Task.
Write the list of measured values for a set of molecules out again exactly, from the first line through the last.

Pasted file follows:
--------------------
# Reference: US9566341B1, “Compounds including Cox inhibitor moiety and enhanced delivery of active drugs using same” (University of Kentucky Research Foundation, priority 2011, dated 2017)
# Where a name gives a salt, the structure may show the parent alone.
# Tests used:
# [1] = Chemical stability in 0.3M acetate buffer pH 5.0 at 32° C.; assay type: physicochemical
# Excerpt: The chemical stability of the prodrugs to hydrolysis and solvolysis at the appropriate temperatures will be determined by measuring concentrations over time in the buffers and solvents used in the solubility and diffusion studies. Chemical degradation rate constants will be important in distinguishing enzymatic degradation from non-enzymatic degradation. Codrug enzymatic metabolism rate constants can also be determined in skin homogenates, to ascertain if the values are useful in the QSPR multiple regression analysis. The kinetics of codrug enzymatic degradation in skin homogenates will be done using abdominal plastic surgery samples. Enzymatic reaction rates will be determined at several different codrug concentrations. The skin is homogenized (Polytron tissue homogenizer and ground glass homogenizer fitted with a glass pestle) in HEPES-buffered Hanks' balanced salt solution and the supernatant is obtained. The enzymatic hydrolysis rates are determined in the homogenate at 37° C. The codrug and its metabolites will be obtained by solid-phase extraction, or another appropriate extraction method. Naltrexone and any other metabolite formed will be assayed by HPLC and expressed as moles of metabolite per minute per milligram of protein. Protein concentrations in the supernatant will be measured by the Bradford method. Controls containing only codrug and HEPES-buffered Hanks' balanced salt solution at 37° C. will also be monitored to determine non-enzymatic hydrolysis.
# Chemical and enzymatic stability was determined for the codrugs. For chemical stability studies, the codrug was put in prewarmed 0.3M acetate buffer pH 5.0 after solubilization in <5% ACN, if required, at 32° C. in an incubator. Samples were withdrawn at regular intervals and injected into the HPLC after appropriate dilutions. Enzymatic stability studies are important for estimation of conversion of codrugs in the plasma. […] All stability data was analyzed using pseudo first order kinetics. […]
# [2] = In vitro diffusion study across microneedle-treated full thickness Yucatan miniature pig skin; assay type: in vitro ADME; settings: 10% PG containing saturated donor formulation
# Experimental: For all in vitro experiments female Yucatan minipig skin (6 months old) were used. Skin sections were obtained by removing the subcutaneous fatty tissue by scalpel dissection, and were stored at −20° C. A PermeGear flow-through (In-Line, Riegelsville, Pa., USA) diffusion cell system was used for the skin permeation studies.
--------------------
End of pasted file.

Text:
# Reference: US9566341B1, “Compounds including Cox inhibitor moiety and enhanced delivery of active drugs using same” (University of Kentucky Research Foundation, priority 2011, dated 2017)
# Where a name gives a salt, the structure may show the parent alone.
# Tests used:
# [1] = Chemical stability in 0.3M acetate buffer pH 5.0 at 32° C.; assay type: physicochemical
# Excerpt: The chemical stability of the prodrugs to hydrolysis and solvolysis at the appropriate temperatures will be determined by measuring concentrations over time in the buffers and solvents used in the solubility and diffusion studies. Chemical degradation rate constants will be important in distinguishing enzymatic degradation from non-enzymatic degradation. Codrug enzymatic metabolism rate constants can also be determined in skin homogenates, to ascertain if the values are useful in the QSPR multiple regression analysis. The kinetics of codrug enzymatic degradation in skin homogenates will be done using abdominal plastic surgery samples. Enzymatic reaction rates will be determined at several different codrug concentrations. The skin is homogenized (Polytron tissue homogenizer and ground glass homogenizer fitted with a glass pestle) in HEPES-buffered Hanks' balanced salt solution and the supernatant is obtained. The enzymatic hydrolysis rates are determined in the homogenate at 37° C. The codrug and its metabolites will be obtained by solid-phase extraction, or another appropriate extraction method. Naltrexone and any other metabolite formed will be assayed by HPLC and expressed as moles of metabolite per minute per milligram of protein. Protein concentrations in the supernatant will be measured by the Bradford method. Controls containing only codrug and HEPES-buffered Hanks' balanced salt solution at 37° C. will also be monitored to determine non-enzymatic hydrolysis.
# Chemical and enzymatic stability was determined for the codrugs. For chemical stability studies, the codrug was put in prewarmed 0.3M acetate buffer pH 5.0 after solubilization in <5% ACN, if required, at 32° C. in an incubator. Samples were withdrawn at regular intervals and injected into the HPLC after appropriate dilutions. Enzymatic stability studies are important for estimation of conversion of codrugs in the plasma. […] All stability data was analyzed using pseudo first order kinetics. […]
# [2] = In vitro diffusion study across microneedle-treated full thickness Yucatan miniature pig skin; assay type: in vitro ADME; settings: 10% PG containing saturated donor formulation
# Experimental: For all in vitro experiments female Yucatan minipig skin (6 months old) were used. Skin sections were obtained by removing the subcutaneous fatty tissue by scalpel dissection, and were stored at −20° C. A PermeGear flow-through (In-Line, Riegelsville, Pa., USA) diffusion cell system was used for the skin permeation studies.